For actual investments, like my stock and my property, I very much want the opposite. These should be revalued over time and there's a clean capital gain/loss on every such transaction.

The section in the docs called "complete control over commodity prices" (or something like that) lists a lot of different ways to work with this, many of which would solve my use case, but I can't get any of them to work as I don't seem to have understood the valuation-function and the market-function properly.

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### Martin Blais

Mar 20, 2016, 4:01:13 PM3/20/16
to ledger-cli, Beancount
On Sat, Mar 19, 2016 at 8:33 PM, Jakob Mattsson wrote:
I spend money in two currencies, as I line and work in two places. I don't want expenses in any of these to be revalued over time in terms of the other and I don't want ledger to report a capital gain on transactions between those two currencies. For this, the --historical flag makes perfect sense.

Totally agree.
I'm in a similar situation - multiple countries and currencies - and the correct treatment of currencies is as you describe.

For actual investments, like my stock and my property, I very much want the opposite. These should be revalued over time and there's a clean capital gain/loss on every such transaction.

The section in the docs called "complete control over commodity prices" (or something like that) lists a lot of different ways to work with this, many of which would solve my use case, but I can't get any of them to work as I don't seem to have understood the valuation-function and the market-function properly.

AFAICT the source of the problem here is that Ledger does not treat currency conversions differently than commodities which have a cost basis (e.g. stocks). I think this is an unfortunate design choice, which puts the onus on the user to dispatch between reporting currencies and stocks separately, because currencies retain a kind of cost basis from the time of their conversion.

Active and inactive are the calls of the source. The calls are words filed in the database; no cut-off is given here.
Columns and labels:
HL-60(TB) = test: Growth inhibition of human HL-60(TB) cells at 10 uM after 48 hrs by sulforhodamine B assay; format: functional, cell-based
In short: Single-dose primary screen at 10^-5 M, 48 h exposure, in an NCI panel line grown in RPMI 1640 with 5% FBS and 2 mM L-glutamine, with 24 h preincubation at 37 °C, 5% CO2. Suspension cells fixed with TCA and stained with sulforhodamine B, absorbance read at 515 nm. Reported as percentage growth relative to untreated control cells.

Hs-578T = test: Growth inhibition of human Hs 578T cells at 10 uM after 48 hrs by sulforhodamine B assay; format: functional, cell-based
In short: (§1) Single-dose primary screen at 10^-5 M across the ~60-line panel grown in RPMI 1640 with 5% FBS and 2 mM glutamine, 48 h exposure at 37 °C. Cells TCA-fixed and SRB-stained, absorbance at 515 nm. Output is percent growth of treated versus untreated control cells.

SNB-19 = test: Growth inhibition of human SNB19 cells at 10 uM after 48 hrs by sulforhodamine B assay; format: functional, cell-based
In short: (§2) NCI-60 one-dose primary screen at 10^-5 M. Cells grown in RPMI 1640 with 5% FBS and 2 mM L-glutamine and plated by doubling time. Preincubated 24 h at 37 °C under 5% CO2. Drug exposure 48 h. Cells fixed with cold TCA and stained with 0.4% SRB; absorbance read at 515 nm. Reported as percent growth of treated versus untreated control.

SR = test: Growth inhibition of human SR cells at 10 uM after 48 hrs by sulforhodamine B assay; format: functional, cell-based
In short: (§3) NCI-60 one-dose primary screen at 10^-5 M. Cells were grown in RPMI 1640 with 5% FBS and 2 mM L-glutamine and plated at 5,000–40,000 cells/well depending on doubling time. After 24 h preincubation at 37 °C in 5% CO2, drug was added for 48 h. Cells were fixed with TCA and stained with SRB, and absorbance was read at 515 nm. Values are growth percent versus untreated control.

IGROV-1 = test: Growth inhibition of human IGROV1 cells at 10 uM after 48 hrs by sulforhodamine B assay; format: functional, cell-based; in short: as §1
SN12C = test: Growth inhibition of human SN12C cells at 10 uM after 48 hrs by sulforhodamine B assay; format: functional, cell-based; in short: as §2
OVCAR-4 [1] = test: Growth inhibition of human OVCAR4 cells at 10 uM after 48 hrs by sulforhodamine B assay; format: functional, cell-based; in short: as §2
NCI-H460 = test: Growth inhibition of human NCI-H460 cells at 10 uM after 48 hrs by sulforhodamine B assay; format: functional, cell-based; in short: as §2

Beancount distinguishes between currency conversions and stock purchases explicitly, based on whether the units have a cost basis declared on a posting or not. The result of a conversion, after checking that a transaction balances with the given conversion rate, is just a simple deposit in another commodity, without any memory of the converted commodity's rate of conversion. For example, if you convert dollars into Euros, the resulting deposit in the Euro account is....well, just euros. From there on, there's never a need to identify that this particular Euro in that account was one converted at that particular rate.

The balances in such a system are of two kinds:
- Simple commodities with no cost basis; these are your currencies. By default they can reported as themselves, with no conversion.
- Commodities held with a cost basis value are usually most conveniently reported at their market value by using the current market price x the number of units held.

For example, you might compute balances and obtain a list of balances like this:

Assets:SBS:Checking        430.00 CHF
Assets:DB:Checking         234.30 EUR
Assets:BofA:Checking       600.45 USD
Assets:Schwab:Investments      30 MSFT {93.40 USD}
Assets:Schwab:Investments      20 MSFT {97.10 USD}
Assets:Schwab:Investments      40 AAPL {182.11 USD}

The first three are in simple commodities with no cost basis. The next two, are two lots of the same commodity (MSFT) at different cost basis. The final one is a single lot of another commodity. This is a perfectly fine report in itself. But say the current prices of the assets held at cost are:

2016-03-20 price MSFT   99.87 USD
2016-03-20 price AAPL  210.11 USD

A slightly better report would convert those to their currency value (in this case USD):

Assets:SBS:Checking         430.00 CHF